Two months after Danilo Di Luca failed a drug test for EPO the UCI has announced that another LPR Brakes rider has been provisionally suspended following a failed drugs test for EPO. Gabriele Bosisio failed the test following an out of competition test on September 2.
This second testing failure won't do anything for the reputation of the LPR Team which was viewed with suspicion by some for employing convicted dopers Di Lucca and the sprinter Alessandro Petacchi, and that was before Di Lucca's fall from grace this summer.
Bosisio must not away the results of the tests on his B sample, but he would probably be well advised not to make too many plans for next season… well none that involve cycling anyway. LPR meanwhile must hope that there aren't going to be any more close season surprises or they may start to run out of riders and, they may well be grateful that Shimano aren't one of their equipment sponsors, assuming that is that their current sponsors are prepared to take a reasonably forgiving attitude.
Earlier today, the UCI advised Italian rider Gabriele Bosisio that he is provisionally suspended. The decision to provisionally suspend Mr Bosisio was made in response to a report from the WADA accredited laboratory in Lausanne indicating an Adverse Analytical Finding of Recombinant EPO in a urine sample collected from him at an out-of-competition test on 2 September 2009.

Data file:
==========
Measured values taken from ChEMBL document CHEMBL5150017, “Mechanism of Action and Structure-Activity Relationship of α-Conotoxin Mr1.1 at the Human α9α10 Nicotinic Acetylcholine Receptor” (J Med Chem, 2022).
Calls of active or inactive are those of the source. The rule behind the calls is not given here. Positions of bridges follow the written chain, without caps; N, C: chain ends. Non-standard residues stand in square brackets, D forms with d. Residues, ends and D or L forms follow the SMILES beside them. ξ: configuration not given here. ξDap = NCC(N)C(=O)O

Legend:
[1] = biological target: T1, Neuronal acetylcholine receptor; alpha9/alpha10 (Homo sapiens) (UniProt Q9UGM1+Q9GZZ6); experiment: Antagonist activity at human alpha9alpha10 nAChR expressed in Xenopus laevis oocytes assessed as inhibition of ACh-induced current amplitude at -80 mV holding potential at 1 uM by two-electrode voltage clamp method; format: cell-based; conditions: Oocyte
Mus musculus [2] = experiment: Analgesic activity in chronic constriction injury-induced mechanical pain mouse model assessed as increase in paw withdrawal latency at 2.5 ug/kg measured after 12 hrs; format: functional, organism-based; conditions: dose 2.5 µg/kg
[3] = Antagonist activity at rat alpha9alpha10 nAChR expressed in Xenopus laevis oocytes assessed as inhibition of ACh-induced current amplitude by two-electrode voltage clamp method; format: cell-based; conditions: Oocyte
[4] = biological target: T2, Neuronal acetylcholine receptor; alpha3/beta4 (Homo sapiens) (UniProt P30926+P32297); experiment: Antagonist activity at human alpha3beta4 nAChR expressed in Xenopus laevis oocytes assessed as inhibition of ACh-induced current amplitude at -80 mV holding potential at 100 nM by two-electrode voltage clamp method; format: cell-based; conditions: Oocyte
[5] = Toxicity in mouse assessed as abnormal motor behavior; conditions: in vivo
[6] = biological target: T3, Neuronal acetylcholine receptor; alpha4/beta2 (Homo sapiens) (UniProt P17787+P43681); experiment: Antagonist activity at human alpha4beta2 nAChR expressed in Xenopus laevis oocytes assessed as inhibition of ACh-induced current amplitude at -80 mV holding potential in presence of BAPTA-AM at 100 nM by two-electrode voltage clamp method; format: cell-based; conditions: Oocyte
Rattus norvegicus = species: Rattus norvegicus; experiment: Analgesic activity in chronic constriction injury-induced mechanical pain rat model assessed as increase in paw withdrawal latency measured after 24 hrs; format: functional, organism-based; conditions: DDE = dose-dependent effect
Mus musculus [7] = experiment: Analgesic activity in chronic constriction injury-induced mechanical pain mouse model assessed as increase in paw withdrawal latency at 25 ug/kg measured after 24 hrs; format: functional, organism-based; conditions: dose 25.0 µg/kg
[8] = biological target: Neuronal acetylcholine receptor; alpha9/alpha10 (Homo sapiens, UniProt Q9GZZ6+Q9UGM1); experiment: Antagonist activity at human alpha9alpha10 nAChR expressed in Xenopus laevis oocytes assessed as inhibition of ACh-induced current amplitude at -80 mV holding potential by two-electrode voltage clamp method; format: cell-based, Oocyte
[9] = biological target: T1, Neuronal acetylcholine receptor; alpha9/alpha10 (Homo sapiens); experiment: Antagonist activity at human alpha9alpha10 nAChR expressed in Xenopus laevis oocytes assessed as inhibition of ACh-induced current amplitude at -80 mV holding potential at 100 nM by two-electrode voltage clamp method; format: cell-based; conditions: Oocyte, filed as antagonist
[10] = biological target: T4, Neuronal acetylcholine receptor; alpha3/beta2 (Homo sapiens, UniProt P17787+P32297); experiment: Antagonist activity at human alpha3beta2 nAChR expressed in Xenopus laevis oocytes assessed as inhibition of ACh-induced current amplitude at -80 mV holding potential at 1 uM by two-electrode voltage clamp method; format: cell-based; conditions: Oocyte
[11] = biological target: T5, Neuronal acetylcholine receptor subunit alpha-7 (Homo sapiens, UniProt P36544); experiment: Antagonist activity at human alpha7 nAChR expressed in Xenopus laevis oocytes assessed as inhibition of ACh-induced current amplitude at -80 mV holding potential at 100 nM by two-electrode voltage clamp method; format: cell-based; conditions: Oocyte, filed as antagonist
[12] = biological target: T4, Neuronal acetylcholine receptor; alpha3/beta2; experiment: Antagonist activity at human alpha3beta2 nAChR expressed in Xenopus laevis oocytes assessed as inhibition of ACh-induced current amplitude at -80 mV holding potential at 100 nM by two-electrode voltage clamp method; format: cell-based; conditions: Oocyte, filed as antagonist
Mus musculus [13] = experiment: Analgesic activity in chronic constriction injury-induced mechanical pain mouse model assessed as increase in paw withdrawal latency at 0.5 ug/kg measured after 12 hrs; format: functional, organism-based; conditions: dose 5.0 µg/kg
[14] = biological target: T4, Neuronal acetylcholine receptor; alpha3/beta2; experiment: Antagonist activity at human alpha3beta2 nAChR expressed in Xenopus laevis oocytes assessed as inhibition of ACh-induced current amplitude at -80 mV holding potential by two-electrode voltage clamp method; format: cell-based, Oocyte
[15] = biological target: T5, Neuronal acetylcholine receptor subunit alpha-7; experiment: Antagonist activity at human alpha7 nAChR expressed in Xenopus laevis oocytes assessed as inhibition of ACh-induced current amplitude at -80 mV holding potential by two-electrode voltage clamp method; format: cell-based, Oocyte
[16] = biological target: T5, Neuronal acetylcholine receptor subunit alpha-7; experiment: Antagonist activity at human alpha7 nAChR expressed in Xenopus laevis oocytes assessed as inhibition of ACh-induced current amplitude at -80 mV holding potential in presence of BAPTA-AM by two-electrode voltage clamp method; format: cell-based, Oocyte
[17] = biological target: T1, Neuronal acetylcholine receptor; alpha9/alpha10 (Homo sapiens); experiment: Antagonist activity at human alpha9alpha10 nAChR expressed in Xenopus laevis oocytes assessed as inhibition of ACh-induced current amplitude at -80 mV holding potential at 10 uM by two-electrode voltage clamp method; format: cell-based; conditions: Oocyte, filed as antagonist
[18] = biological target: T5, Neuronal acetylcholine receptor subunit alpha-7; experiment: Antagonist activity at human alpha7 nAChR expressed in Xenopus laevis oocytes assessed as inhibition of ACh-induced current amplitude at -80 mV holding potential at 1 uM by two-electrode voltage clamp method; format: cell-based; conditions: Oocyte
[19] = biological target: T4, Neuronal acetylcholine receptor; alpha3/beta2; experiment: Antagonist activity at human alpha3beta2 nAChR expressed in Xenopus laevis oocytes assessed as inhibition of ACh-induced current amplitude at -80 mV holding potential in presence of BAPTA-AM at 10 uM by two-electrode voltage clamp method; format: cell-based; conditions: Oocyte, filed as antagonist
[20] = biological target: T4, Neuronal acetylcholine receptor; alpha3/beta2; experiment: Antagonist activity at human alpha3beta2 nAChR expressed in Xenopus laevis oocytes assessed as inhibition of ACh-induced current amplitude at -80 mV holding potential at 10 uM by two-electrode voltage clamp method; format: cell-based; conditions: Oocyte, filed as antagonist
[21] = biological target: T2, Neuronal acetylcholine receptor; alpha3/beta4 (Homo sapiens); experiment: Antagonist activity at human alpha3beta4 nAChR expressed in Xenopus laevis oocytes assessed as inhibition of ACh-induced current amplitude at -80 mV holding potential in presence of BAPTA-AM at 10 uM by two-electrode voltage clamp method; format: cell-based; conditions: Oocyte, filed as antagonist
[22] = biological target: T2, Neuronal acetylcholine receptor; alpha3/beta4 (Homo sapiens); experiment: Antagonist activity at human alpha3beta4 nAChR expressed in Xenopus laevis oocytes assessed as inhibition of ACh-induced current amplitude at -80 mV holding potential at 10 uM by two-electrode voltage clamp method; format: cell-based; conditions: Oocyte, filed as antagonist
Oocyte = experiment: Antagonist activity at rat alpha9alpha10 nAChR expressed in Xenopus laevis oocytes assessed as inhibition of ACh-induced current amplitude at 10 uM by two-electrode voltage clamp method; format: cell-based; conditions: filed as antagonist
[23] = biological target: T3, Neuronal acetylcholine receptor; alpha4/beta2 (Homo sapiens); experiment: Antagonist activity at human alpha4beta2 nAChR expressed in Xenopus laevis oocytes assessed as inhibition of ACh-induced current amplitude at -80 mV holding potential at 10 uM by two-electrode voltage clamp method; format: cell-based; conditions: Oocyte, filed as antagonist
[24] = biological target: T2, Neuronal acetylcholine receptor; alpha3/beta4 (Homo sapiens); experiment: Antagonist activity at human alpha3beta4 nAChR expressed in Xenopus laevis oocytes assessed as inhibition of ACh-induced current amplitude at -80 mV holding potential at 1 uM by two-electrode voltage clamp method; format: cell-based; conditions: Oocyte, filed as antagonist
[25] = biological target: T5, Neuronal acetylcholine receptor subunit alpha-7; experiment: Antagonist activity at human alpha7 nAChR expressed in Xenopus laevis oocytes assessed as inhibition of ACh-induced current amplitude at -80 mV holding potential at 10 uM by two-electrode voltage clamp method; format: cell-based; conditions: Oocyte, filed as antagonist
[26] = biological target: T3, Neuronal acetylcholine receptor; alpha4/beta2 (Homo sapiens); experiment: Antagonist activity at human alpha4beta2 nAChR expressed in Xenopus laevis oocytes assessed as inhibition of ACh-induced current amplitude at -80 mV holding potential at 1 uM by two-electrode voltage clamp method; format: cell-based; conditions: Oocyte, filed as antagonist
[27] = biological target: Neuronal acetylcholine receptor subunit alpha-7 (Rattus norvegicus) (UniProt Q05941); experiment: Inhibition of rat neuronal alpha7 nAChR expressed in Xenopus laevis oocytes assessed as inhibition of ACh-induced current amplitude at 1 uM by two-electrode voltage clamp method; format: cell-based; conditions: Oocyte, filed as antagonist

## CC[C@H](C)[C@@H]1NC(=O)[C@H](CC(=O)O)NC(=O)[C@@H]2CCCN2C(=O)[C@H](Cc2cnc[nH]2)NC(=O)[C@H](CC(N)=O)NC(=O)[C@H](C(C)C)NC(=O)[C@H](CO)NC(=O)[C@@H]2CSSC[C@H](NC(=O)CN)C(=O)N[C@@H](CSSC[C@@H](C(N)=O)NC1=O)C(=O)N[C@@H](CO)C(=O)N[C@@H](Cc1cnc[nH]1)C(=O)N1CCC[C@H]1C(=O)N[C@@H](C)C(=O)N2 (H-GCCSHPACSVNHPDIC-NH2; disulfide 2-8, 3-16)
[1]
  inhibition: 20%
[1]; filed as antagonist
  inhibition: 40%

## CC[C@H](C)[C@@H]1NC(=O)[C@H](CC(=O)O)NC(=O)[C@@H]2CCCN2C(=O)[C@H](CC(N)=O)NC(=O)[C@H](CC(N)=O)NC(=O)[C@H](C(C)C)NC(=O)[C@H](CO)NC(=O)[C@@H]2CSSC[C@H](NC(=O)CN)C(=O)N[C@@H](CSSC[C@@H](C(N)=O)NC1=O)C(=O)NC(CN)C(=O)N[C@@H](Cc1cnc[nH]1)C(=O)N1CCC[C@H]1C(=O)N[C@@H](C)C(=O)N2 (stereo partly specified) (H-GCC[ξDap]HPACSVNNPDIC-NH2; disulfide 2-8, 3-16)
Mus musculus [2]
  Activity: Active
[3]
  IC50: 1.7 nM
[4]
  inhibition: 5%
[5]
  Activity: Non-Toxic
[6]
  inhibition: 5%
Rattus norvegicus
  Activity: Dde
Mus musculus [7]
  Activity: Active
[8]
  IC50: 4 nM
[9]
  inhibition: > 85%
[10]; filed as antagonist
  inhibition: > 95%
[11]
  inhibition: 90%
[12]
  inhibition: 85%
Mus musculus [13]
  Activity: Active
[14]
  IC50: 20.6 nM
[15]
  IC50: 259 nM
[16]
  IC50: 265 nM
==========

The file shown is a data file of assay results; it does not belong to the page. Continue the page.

This adverse finding was a direct result of a targeted urine test conducted immediately after a blood test triggered an unusual blood profile within the biological passport programme.
The provisional suspension remains in force until a hearing panel convened by the Italian Cycling Federation determines whether Mr Bosisio has committed an anti-doping rule violation under Article 21 of the UCI Anti-Doping Rules.
Mr Bosisio has the right to request and attend the analyses of his B sample.
Under the World Anti-Doping Code and the UCI Anti-Doping Rules, the UCI is unable to provide any additional information at this time.
Plucked from the obscurity of his London commute back in the mid-Nineties to live in Bath and edit bike mags our man made the jump to the interweb back in 2006 as launch editor of a large cycling website somewhat confusingly named after a piece of navigational equipment. He came up with the idea for road.cc mainly to avoid being told what to do… Oh dear, issues there then. Tony tries to ride his bike every day and if he doesn't he gets grumpy, he likes carbon, but owns steel, and wants titanium. When not on his bike or eating cake Tony spends his time looking for new ways to annoy the road.cc team. He's remarkably good at it.